"Onesimus" means "useful." Paul mentioned his name here (Philemon 1:10) for the first time having prepared Philemon for the unpleasant memories associated with his formerly unfaithful servant by the foregoing comments. He called Onesimus his child. The figurative parent-child relationship was common in both Judaism and the pagan mystery religions as an illustration of the teacher-pupil relationship or the leader-convert relationship. [Note: Eduard Lohse, "Colossians and Philemon," in Hermeneia, p. 200.]
"In addition to the tender love that is contained in this expression there lies in it the thought of immaturity: Onesimus is only a child as yet and in this condition needs much tender care lest his young spiritual life suffer or die." [Note: Richard C. H. Lenski, The Interpretation of St. Paul’s Epistles to the Colossians, to the Thessalonians, to Timothy, to Titus and to Philemon, p. 962. Cf. Galatians 4:19; 1 Thessalonians 2:7.]
"This is the one-time self-righteous Pharisee, the heir of Jewish exclusiveness, and he is speaking of a Gentile, and a Gentile slave at that, from the very dregs of Roman society—yet he can refer to him as a son. So his statement (Col. iii. 11) that ’there is neither Greek nor Jew . . . bond or free’ [Galatians 3:28] is no empty formula but reflects the attitude of heart to which he himself had been brought by God." [Note: Carson, p. 108.]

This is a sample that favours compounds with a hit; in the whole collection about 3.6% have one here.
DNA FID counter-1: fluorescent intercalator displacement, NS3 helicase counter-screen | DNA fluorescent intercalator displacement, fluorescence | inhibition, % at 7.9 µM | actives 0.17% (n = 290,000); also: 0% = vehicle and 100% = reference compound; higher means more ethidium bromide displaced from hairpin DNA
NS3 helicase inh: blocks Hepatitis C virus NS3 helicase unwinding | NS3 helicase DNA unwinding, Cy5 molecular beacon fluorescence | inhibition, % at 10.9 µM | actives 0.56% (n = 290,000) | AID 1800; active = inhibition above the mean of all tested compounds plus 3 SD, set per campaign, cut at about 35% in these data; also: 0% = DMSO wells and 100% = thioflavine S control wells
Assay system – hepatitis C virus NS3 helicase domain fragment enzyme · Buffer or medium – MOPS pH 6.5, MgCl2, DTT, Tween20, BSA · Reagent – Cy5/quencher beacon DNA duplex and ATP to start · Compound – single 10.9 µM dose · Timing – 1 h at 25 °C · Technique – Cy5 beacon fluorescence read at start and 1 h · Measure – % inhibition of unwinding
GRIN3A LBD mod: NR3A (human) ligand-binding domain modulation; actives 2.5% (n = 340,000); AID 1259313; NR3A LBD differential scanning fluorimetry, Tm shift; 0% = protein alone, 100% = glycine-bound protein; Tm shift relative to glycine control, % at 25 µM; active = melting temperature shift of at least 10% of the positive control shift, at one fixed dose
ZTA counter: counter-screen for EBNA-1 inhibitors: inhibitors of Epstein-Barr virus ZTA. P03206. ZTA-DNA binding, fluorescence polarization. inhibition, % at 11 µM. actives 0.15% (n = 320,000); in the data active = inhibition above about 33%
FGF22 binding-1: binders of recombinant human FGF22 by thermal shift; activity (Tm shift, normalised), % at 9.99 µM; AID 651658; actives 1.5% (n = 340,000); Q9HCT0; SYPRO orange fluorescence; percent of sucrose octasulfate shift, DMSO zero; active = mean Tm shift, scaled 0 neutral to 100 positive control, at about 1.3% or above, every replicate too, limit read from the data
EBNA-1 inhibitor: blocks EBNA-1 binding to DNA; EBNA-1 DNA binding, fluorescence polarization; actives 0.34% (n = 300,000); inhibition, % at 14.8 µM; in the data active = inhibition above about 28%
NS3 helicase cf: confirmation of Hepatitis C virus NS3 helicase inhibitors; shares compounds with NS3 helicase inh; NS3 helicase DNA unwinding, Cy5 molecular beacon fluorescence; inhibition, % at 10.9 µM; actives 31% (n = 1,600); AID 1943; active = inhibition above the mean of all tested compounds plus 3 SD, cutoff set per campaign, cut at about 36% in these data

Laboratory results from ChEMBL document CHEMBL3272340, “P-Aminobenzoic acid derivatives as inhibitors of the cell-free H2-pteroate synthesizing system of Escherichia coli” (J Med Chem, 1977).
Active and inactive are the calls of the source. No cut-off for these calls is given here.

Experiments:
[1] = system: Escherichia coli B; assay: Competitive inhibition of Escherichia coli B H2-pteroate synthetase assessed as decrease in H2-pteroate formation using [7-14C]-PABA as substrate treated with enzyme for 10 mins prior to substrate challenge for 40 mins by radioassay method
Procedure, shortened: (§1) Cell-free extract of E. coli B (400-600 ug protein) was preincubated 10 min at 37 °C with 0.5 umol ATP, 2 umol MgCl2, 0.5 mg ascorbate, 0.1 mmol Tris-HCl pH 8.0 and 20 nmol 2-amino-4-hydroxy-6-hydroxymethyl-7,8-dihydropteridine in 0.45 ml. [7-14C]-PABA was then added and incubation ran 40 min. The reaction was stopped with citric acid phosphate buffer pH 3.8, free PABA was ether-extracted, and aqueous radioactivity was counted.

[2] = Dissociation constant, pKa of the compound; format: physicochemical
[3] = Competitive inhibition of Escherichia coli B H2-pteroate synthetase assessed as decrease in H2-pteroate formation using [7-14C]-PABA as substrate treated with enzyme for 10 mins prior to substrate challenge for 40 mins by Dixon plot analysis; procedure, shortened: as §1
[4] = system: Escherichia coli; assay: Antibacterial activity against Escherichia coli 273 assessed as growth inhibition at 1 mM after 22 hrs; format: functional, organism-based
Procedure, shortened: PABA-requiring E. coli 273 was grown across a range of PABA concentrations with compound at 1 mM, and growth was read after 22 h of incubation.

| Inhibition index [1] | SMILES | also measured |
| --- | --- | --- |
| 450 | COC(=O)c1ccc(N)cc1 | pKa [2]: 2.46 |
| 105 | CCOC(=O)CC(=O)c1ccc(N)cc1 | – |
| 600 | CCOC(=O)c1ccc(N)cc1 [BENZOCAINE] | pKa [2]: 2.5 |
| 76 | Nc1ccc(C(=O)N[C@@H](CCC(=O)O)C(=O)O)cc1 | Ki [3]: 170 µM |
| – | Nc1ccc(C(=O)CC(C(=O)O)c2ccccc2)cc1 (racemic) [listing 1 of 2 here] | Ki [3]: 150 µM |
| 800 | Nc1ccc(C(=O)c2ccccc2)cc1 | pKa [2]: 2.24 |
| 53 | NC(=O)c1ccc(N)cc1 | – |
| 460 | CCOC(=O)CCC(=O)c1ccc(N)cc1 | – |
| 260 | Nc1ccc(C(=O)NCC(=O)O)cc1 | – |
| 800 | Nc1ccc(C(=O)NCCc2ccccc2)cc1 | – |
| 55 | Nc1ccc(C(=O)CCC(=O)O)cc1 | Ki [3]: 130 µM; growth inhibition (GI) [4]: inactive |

Paul had led Onesimus to Christ while Paul was in confinement. The apostle softened the unpleasantness that the mention of Onesimus’ name would have produced by making a pun. "Useful" had been "useless" to Philemon, but now he was living up to his name. He had proved useful to Paul and he could be useful to Philemon. There was no need for Paul to identify exactly what sin Onesimus had committed against Philemon. Instead of magnifying it he minimized it (cf. 1 Peter 4:8).
"Achrestos ["useless"] designates Onesimus with reference to his flight and the time before his conversion. Apparently he was useless even before he ran away. He was a Phrygian slave and as such ’had confirmed the popular estimate of his class and nation by his own conduct’ [Note: J. B. Lightfoot, St. Paul’s Epistles to the Colossians and to Philemon, p. 310.] since Phrygian slaves were proverbial for being unreliable and unfaithful." [Note: O’Brien, p. 292.]
"(The name Philemon means ’affectionate’ or ’one who is kind.’ If the slave was expected to live up to his name, then what about the master?)" [Note: Wiersbe, 2:271.]